We had a chat with Framing Hanley frontman Kenneth Nixon about touring the world, the pressures of growing up in Nashville and the genius of Biffy Clyro’s Simon Neil…
You’re heading out on a huge US tour this week – you excited?
Oh, yeah. Any time we get to go out and play the songs that we’ve been keeping secret for so long is a good time, so we’re really looking forward to it.
What’s the best thing about playing live?
Well, when you worked on an album for as long as we worked on The Sum of Who We Are you start to feel like some of the songs have been kept secret from the world, so to be able to go out and share these songs live is really the reward for us. That’s why we spent so long recording the album – we wanted to make sure we got it right for when we finally got to play the songs live.
You’re heading to the UK next month – what’s the best thing about the crowds in the UK?
Aw, man. The crowds in the UK appreciate music like nobody else. That’s not to say that our fans everywhere else are unappreciative, but I always just feel like people in the UK go out to a show to let their hair down and have a good time. You’d never get anybody standing in the crowd with their arms crossed – everybody’s moving, jumping and singing along, and it’s really just above and beyond what we were expecting the first time we went over to the UK.
What’s your favourite song to play live?
I really enjoy playing Collide, from the new album. If that’s not my favourite, I’d say that it’s definitely tied with Criminal. I think that there’s a contagious energy in those two songs – for Criminal, in particular, it seems like everybody in the crowd was singing along by the end of it. One of the things we’ve always dreamed of is seeing a room full of people singing your lyrics back at you, so it never gets old for us, but it’s never something I take for granted. I realise how lucky we are to have people who care enough to come out to shows in the first place, so for people to be willing to come along and scream their heads off is honestly something we can barely believe.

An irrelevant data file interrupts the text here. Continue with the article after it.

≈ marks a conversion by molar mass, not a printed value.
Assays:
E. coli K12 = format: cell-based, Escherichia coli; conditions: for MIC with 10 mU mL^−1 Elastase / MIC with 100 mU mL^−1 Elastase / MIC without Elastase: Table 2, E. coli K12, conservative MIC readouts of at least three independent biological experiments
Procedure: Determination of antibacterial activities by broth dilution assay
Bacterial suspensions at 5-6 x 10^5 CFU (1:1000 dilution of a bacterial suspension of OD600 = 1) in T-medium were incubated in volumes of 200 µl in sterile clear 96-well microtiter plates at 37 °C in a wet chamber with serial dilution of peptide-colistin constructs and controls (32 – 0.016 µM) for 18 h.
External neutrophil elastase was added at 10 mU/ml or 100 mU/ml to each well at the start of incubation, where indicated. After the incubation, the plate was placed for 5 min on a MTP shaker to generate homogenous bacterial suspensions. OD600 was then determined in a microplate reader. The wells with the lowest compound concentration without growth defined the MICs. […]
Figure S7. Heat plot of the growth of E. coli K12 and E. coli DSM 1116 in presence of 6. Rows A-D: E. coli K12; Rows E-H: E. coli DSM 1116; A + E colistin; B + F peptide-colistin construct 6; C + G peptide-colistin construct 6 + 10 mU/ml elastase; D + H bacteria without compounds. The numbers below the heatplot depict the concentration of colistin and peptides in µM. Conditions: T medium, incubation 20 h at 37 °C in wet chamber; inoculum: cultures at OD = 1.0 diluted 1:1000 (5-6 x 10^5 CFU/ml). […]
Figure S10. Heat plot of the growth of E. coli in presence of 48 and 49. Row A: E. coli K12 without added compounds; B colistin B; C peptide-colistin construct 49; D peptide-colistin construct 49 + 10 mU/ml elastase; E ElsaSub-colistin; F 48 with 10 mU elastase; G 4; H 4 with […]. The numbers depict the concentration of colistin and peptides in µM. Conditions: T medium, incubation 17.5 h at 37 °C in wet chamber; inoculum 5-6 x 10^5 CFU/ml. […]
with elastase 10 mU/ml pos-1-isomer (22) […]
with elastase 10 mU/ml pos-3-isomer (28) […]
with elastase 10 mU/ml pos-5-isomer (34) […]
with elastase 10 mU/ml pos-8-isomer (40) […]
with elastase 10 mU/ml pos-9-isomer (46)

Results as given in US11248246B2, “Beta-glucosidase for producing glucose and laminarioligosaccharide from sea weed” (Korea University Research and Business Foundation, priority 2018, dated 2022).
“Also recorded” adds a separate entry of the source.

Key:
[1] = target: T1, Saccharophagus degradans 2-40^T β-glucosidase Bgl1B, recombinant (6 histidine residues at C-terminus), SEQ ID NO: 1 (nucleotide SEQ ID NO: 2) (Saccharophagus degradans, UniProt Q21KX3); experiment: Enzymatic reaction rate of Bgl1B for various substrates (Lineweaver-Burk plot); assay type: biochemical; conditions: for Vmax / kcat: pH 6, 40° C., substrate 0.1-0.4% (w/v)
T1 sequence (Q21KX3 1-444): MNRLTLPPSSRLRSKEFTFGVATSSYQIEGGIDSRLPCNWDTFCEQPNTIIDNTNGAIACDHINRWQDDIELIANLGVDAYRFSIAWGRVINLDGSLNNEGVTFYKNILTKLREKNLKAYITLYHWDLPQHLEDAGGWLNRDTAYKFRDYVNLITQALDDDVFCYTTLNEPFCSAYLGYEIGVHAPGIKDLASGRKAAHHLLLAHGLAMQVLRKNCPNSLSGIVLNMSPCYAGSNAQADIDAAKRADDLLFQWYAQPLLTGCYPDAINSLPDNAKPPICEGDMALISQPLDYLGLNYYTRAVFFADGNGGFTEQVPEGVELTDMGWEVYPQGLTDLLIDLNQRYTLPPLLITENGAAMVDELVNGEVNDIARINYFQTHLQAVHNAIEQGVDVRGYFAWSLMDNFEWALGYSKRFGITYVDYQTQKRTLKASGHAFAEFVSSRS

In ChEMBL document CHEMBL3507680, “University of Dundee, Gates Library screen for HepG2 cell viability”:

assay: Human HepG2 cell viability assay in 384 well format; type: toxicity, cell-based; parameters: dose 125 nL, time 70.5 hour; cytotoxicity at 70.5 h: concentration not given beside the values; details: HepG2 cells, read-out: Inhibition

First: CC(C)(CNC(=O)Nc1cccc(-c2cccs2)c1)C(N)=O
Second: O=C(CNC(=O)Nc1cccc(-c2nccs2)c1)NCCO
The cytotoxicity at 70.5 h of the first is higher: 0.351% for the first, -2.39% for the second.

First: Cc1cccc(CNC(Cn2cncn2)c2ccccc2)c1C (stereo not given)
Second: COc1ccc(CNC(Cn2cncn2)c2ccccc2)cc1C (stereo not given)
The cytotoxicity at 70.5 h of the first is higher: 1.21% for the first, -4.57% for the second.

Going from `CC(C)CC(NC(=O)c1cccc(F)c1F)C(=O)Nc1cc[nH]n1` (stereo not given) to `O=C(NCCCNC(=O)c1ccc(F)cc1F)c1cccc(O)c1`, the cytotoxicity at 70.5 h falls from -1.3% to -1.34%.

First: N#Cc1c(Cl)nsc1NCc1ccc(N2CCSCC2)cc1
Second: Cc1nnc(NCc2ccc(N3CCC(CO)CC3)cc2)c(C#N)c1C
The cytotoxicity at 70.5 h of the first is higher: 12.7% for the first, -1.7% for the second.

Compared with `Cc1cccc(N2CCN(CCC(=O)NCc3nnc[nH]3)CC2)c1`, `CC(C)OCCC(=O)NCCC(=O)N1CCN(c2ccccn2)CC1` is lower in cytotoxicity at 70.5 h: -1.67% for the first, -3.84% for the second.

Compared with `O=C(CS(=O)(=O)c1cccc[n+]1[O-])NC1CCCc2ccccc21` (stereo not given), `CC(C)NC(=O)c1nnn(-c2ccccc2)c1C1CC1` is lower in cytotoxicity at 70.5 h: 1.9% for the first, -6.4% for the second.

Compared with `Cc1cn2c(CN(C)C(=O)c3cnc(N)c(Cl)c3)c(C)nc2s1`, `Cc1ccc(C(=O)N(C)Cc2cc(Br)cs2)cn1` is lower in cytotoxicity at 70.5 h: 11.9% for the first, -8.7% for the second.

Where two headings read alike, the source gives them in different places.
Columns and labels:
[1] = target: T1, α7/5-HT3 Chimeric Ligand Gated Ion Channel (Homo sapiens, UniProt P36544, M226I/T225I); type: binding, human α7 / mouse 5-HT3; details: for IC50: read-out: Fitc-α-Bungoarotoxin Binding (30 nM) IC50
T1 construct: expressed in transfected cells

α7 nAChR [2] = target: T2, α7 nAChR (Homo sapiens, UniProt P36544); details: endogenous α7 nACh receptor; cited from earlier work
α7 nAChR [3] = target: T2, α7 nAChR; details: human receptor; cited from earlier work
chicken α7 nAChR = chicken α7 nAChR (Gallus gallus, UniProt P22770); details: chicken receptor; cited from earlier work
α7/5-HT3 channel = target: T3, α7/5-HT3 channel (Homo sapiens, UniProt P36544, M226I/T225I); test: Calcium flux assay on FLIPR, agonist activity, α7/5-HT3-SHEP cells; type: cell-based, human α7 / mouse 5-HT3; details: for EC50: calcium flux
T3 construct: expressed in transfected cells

How have the new songs been fitting in with the old songs live?
I don’t know what it is that makes the ‘Framing Hanley sound’, but to me it feels like we’ve evolved with every album. That’s always been our goal as a band – we never wanted to feel like we were putting out the same album over and over again, and we never want to set limits on what we can do as musicians. How do they fit in? I’m not really sure, because we don’t go in to the writing and recording process necessarily looking to make something that ‘fits in’ with the rest of our discography. It somehow always manages to come out sounding like Framing Hanley, which I guess is a good thing!
You released your new album The Sum of Who We Are in April – was it easy to write and record?
It was a lengthy process. This album was fan-funded through Kickstarter, and with crowd-funding came the pressure of not wanting to let our fans out. Those people paid their hard-earned money for us to be able to go into the studio and record the record, so we wanted to make sure that we spent as much time as was needed to make a record that we were both proud of and confident that our fans would like. We didn’t want to just put an album out for the sake of it – we recorded over thirty songs, and we narrowed it down to thirteen. I couldn’t be more proud of it.
Will we ever hear any of the other songs that you recorded?
Well, there are a couple of songs on The Sum of Who We Are that were originally songs for the last album, so I feel pretty comfortable saying that some of the songs that didn’t make it to this album will be taken back to the woodshed and Frankensteined into something new for the next record. We never just throw a song away – whether they get released as b-sides or reworked into something else for the next album, we always make sure that they see the light of day in some form.